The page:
Halloween is so big in Canada, it’s easy to find an attraction tailored to your tastes nearby.

Trick-or-treating etiquette during Halloween in Canada

If you’re planning to trick-or-treat during Halloween in Canada or you want to hand out sweets and treats to trick-or-treaters this year, here are a few things you should consider:

For trick-or-treaters

  • Try and stick to areas that have other trick-or-treaters. If you see lots of other trick-or-treaters out on the street, it’s likely that you’re in a Halloween-friendly neighbourhood. You’ll have better luck here.
  • Choose houses with decorations. Since not all Canadians celebrate Halloween, choosing houses with decorations is a good indicator of which households are happy to accept trick-or-treaters.
  • Try not to disturb people during dinnertime. Many people find doorbell ringers of any kind very offensive during dinnertime. Bear this in mind before you head out.
  • Don’t trick-or-treat too late in the evening. Be mindful that Halloween often occurs on a weekday and many people need their sleep. Try to do your trick-or-treating earlier rather than later.
  • A costume is a must. If you want to trick-or-treat, you’ll need a costume. Otherwise, you’re just asking strangers for candy.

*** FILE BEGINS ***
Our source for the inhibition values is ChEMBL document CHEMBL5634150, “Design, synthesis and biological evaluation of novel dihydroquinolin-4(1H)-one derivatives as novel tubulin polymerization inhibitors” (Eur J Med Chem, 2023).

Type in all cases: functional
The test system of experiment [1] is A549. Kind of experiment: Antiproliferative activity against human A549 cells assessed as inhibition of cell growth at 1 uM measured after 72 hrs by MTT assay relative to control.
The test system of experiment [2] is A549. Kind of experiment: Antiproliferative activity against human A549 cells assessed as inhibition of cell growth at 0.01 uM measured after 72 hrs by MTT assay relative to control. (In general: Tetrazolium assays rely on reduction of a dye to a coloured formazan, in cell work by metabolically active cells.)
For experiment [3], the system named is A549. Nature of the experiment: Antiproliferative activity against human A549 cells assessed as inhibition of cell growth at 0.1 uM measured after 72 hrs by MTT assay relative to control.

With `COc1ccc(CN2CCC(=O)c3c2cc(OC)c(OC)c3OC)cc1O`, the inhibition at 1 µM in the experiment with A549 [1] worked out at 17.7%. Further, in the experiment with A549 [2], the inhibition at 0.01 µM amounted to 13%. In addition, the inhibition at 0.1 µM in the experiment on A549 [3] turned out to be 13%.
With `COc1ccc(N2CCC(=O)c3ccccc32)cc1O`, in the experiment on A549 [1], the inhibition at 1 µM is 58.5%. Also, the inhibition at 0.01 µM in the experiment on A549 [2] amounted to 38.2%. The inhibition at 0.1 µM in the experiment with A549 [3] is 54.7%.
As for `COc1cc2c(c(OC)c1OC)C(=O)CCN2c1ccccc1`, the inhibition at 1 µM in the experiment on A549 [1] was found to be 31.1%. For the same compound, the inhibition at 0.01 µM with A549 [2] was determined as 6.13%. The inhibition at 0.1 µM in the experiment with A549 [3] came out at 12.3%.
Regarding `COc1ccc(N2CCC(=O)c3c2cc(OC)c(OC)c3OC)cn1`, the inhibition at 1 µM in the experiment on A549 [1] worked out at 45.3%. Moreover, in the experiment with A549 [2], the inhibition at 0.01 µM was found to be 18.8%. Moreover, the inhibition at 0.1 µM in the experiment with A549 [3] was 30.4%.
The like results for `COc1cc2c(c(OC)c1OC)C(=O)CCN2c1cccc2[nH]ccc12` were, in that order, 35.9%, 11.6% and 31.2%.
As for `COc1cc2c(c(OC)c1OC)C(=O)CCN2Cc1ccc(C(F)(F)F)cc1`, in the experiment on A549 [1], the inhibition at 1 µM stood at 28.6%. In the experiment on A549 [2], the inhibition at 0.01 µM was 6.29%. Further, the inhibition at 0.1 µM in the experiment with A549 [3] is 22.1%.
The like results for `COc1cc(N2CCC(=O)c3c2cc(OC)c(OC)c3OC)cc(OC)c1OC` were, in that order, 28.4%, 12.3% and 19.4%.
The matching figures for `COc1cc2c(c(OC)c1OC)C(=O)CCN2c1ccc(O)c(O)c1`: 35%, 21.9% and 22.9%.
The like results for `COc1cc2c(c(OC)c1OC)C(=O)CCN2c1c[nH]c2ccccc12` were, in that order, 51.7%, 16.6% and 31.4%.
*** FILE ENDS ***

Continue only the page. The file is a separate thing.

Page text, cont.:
• Inspect your candy. Parents of young children, or you yourself, should inspect your haul carefully before consuming it. This can stop those with allergies from consuming something potentially unsafe.

For accepting trick-or-treaters:

  • Choose individually wrapped candy. Pre-wrapped candy is a lot more hygienic when you have lots of little hands rifling through candy bowls.
  • Put up some decorations. If you’re willing to accept trick-or-treaters, maybe put up a decoration or two on your door so kids and parents know that they’re ok to knock at your place.
  • Be mindful of allergies. It’s always kind to stay away from nut-based or gluten-based candy given the prevalence of allergies in western society. Kids often won’t read the labels before eating their candy.

If you want to celebrate Halloween in Canada this year, here’s all the inspiration and costumes ideas that you need:

Top stores to buy Halloween costumes